e-glass vinyl ester composite for infrastructure  

Posting by alex stuart on April 17, 2008 at 14:36:05.

Hi material experts,

I have a question related to using e-glass vinyl ester composites for infrastructure, e.g. bridge decks, sluices, road decks, internal reinforcing bars, component for suspension brige replacements. What's the effect of a bending stress of pultruded frp combined with hygrothermal effects like adsorption, absorption of water and alkaline solution? Is there any useful model describing the creep as a function of simultaneous load with chemicals uptake?

Or what sort of experiment is adviced to generate a flexural mode of sustained loading is proposed to assess the combined effect of flexural load and moisture/alkaline diffusion?



          follow up posts
    On 04/17/2008 frank posts: know that for steel reinforcements or steel structures, such as oil platforms, normally cathodic protection is applied.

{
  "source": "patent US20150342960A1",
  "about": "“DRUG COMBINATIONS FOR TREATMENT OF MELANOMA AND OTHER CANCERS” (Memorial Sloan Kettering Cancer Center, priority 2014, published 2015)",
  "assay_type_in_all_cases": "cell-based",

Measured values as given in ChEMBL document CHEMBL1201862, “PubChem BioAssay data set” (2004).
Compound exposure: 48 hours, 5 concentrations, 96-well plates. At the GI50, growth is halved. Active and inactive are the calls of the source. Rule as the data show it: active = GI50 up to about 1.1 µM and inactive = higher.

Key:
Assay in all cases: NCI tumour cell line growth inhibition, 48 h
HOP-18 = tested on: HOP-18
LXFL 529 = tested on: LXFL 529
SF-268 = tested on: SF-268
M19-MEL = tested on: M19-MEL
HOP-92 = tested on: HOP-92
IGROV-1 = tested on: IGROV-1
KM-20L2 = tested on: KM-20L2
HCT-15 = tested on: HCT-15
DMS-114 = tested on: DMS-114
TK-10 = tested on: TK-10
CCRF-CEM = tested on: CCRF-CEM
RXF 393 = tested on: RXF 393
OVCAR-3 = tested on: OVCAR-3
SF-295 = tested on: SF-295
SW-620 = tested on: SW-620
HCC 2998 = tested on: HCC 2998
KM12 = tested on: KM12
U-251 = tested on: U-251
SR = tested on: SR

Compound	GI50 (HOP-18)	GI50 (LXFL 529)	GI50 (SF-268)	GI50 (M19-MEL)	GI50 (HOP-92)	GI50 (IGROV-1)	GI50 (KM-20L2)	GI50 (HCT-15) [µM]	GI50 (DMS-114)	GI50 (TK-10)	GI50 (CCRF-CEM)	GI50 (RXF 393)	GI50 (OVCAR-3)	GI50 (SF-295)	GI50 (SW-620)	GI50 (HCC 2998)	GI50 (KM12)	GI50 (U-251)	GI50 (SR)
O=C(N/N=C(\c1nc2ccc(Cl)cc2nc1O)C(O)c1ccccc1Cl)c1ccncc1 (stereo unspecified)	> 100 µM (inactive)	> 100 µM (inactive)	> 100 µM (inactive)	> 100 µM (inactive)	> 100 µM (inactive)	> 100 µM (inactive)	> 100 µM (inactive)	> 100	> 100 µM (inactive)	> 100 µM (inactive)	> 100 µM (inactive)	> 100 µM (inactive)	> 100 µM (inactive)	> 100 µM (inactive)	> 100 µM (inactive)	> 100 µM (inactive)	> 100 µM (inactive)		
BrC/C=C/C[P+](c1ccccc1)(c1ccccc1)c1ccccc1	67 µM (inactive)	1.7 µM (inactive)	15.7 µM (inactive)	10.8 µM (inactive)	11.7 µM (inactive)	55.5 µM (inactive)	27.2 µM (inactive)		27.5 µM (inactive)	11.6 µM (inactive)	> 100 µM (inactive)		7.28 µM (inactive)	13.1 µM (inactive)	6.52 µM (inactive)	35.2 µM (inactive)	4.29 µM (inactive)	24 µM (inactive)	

Cathodic protection (CP) prevents corrosion of a metal surface by making the metal surface the cathode of an electro chemical cell.

    It is widely applied and rather succesful method used to protect metal pipeline, pillars, and other infrastructure from corrosion (chemical attack) with or without mechanical stress applied to the system. Cathodic protection systems are most commonly used to protect steel, water/fuel pipelines and storage tanks; steel pier piles, ships, offshore oil platforms and onshore oil well casings.

    From a hydrogen diffusion point of view, an improperly performed cathodic solution, leads to the production of molecular hydrogen, wich gets rather easiliy adsorbed on the metal surface. The subsequent absorption, diffusion, causes embrittlement of the metal.

    What do glass reinforced epoxy composites add, besides the absence of hydrogen chemical and stress corrosion degradation?
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